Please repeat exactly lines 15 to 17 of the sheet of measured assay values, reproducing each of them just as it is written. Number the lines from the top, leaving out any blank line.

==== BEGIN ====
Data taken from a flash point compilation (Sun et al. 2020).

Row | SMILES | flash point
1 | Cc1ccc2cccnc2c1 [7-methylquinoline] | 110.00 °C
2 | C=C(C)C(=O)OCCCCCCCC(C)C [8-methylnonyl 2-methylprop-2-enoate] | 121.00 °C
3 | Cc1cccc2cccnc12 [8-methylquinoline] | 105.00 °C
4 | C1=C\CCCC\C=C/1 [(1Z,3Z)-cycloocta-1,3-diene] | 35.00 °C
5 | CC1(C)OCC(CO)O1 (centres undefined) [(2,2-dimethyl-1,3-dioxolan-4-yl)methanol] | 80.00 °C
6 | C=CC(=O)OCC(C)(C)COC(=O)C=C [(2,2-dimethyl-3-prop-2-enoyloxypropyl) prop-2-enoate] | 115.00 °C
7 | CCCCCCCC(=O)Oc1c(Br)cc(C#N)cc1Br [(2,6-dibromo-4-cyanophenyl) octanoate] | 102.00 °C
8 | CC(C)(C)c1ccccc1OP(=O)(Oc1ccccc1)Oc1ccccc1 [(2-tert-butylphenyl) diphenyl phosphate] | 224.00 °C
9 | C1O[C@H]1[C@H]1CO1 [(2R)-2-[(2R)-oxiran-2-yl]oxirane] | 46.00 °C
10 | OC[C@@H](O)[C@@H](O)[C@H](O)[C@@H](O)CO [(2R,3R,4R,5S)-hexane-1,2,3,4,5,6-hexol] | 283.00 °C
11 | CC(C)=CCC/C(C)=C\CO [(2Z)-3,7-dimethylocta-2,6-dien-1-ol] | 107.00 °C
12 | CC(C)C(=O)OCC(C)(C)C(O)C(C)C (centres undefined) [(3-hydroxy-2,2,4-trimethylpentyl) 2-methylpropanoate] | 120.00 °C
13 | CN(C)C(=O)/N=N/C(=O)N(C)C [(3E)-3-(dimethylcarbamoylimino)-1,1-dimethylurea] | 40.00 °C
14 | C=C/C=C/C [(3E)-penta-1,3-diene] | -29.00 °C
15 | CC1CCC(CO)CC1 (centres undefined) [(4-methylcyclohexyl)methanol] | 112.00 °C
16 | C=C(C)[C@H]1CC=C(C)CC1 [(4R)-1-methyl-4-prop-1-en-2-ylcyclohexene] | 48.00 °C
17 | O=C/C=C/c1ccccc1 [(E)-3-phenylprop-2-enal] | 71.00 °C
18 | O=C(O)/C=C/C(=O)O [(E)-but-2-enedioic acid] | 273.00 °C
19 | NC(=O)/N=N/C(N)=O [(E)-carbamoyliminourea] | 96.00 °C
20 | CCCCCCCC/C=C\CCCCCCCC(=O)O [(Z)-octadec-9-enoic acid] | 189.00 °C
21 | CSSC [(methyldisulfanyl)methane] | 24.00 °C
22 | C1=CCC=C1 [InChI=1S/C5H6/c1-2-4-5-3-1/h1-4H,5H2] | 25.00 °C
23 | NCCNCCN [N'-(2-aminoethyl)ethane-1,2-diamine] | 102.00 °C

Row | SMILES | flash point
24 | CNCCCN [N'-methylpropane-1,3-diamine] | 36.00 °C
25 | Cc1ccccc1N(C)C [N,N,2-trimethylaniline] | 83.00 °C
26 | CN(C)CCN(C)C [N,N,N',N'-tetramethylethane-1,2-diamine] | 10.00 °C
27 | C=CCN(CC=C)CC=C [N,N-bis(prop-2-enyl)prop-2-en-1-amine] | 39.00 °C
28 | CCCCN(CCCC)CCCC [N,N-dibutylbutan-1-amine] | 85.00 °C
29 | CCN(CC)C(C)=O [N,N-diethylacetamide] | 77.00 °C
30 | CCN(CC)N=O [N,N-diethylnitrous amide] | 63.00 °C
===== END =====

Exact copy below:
13 | CN(C)C(=O)/N=N/C(=O)N(C)C [(3E)-3-(dimethylcarbamoylimino)-1,1-dimethylurea] | 40.00 °C
14 | C=C/C=C/C [(3E)-penta-1,3-diene] | -29.00 °C
15 | CC1CCC(CO)CC1 (centres undefined) [(4-methylcyclohexyl)methanol] | 112.00 °C